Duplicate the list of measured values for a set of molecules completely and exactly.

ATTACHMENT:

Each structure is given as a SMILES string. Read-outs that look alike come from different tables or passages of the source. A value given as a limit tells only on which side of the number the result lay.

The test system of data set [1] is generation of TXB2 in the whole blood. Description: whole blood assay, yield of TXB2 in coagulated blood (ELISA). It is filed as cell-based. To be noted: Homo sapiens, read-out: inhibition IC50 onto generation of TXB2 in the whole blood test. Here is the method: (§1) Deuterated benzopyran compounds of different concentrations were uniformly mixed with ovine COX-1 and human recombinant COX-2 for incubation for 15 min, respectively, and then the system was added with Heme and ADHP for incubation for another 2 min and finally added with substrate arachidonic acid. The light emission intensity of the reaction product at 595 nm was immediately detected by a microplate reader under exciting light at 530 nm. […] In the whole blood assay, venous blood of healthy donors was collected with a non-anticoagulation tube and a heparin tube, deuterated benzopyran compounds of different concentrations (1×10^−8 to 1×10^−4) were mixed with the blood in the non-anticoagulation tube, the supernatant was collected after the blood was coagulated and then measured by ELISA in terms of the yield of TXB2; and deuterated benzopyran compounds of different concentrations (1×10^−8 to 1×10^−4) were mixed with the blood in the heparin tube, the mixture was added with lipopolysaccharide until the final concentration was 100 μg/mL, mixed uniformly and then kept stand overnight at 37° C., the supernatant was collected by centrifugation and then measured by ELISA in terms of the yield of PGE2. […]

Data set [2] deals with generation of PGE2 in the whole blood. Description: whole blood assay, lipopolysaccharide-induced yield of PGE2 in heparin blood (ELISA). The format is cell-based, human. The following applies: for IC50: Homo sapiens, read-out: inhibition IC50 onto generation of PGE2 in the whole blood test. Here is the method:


Each structure is given as a SMILES string. Read-outs that look alike come from different tables or passages of the source. A value given as a limit tells only on which side of the number the result lay.

The test system of data set [1] is generation of TXB2 in the whole blood. Description: whole blood assay, yield of TXB2 in coagulated blood (ELISA). It is filed as cell-based. To be noted: Homo sapiens, read-out: inhibition IC50 onto generation of TXB2 in the whole blood test. Here is the method: (§1) Deuterated benzopyran compounds of different concentrations were uniformly mixed with ovine COX-1 and human recombinant COX-2 for incubation for 15 min, respectively, and then the system was added with Heme and ADHP for incubation for another 2 min and finally added with substrate arachidonic acid. The light emission intensity of the reaction product at 595 nm was immediately detected by a microplate reader under exciting light at 530 nm. […] In the whole blood assay, venous blood of healthy donors was collected with a non-anticoagulation tube and a heparin tube, deuterated benzopyran compounds of different concentrations (1×10^−8 to 1×10^−4) were mixed with the blood in the non-anticoagulation tube, the supernatant was collected after the blood was coagulated and then measured by ELISA in terms of the yield of TXB2; and deuterated benzopyran compounds of different concentrations (1×10^−8 to 1×10^−4) were mixed with the blood in the heparin tube, the mixture was added with lipopolysaccharide until the final concentration was 100 μg/mL, mixed uniformly and then kept stand overnight at 37° C., the supernatant was collected by centrifugation and then measured by ELISA in terms of the yield of PGE2. […]

Data set [2] deals with generation of PGE2 in the whole blood. Description: whole blood assay, lipopolysaccharide-induced yield of PGE2 in heparin blood (ELISA). The format is cell-based, human. The following applies: for IC50: Homo sapiens, read-out: inhibition IC50 onto generation of PGE2 in the whole blood test. Here is the method: